Many of you are asked to precept students and residents. Some enjoy this duty and others prefer to avoid it. Some managers have presented this duty as obligatory. THAT IS NOT TRUE! Kaiser made clear in negotiations that as an organization they see precepting as voluntary. All pharmacists are free to decline to precept. As preceptorship is a voluntary activity, you will not be subject to any disciplinary actions if you refuse or decline to be shadowed, to precept, or to train any students, residents, pharmacists, or non-pharmacist personnel. Pharmacists have pointed out that they feel some managers are having them precept without providing them the necessary time and resources to precept and to practice safely and effectively. It is undeniable that preceptorship will distract you from providing the highest quality pharmacy and patient care services, which is what Kaiser expects from all of its employees. Pharmacists are no exceptions. Therefore, although Kaiser recognizes preceptorship as a voluntary, Good Samaritan effort, it will not reduce the severity of any disciplinary actions if you make any medication errors or patient care mistakes while engaging in preceptorship activities.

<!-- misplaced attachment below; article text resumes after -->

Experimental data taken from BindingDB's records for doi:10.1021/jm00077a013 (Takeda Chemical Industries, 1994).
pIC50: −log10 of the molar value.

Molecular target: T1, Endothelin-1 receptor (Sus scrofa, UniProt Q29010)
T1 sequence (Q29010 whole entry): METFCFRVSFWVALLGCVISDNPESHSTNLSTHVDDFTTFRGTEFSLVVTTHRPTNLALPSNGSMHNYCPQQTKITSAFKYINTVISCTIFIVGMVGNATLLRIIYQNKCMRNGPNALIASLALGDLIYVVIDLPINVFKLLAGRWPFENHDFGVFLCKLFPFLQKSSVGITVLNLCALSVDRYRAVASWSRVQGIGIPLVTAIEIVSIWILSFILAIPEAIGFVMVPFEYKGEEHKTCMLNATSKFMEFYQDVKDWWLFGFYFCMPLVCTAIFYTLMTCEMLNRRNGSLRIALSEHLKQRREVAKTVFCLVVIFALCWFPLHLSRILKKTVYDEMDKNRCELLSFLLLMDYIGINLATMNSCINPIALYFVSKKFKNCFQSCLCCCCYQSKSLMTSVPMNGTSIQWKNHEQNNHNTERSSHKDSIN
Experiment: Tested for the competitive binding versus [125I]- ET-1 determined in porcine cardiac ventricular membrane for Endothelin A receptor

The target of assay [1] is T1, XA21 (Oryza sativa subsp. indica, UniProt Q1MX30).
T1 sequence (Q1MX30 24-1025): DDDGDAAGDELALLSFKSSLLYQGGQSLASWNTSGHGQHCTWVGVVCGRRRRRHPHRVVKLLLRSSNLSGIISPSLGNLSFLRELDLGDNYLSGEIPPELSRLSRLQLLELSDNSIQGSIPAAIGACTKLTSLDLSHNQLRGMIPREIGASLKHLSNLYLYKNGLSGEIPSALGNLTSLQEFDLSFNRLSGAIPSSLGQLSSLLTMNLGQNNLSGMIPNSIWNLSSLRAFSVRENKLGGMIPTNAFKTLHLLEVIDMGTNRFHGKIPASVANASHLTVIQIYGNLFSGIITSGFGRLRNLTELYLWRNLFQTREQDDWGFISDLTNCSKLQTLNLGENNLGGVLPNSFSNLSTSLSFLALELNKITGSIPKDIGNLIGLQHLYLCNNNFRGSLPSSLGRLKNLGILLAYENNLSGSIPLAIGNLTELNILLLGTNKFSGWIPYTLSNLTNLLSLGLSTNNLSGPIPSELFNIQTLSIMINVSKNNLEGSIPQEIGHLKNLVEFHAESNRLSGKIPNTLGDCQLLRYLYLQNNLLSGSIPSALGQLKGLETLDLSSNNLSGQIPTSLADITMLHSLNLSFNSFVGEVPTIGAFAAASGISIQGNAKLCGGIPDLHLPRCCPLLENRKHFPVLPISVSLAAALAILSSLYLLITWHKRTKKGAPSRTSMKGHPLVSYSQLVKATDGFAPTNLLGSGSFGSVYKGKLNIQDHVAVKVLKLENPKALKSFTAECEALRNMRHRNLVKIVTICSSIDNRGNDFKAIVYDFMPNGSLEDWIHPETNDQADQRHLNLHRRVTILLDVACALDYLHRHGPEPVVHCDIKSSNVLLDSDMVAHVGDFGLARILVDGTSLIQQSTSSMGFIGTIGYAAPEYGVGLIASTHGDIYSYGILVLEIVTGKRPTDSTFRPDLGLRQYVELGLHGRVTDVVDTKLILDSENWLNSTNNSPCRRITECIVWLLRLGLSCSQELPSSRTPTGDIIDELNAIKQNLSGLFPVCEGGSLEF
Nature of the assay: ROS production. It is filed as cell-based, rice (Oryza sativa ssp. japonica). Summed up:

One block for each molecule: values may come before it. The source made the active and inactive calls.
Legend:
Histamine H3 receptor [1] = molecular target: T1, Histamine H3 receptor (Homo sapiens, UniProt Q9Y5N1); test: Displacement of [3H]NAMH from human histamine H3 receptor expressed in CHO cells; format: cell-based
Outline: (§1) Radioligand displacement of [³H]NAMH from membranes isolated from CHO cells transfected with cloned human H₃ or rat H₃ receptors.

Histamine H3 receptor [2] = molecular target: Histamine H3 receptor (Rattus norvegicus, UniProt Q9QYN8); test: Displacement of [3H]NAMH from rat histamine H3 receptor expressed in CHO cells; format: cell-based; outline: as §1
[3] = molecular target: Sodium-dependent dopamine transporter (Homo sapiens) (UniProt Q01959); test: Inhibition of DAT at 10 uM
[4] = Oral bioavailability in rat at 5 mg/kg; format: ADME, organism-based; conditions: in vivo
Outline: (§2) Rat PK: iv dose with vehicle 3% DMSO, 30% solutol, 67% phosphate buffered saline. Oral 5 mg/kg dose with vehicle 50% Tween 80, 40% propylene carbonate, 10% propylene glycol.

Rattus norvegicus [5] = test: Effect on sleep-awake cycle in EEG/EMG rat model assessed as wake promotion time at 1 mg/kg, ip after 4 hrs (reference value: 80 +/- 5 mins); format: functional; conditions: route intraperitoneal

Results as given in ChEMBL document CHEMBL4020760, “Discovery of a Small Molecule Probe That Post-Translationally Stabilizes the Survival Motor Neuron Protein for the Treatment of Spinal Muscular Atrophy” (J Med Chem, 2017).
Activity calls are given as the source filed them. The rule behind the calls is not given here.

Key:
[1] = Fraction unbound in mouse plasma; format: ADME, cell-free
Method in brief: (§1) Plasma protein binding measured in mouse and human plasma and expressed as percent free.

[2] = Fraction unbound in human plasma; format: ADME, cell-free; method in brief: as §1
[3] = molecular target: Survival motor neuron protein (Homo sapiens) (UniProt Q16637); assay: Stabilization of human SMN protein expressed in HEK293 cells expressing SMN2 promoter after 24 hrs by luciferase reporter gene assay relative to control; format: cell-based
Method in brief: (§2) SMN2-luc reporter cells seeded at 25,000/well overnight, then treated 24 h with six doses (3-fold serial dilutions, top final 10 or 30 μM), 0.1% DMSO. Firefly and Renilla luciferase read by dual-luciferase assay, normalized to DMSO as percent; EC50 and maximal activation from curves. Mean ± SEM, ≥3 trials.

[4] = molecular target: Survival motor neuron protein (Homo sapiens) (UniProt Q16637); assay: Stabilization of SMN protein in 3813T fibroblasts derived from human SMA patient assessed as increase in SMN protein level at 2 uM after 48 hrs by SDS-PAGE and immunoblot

Furthermore, if you are the official, designated preceptor on the record, you will be held professionally, legally, and financially liable for any tasks that are performed by the students, residents, or trainees. This is true even when these tasks are not performed under your direct supervision. For instance, if a student provides inaccurate or incomplete information during a medication consultation session and the patient suffers from any harmful effects as a result, you, as the preceptor, will be held liable regardless of your absence or presence at the medication consultation session. The Guild urges you to take all of the above information into consideration along with whether you feel management is providing an environment that has inadequate time and resources to do your job safely while precepting.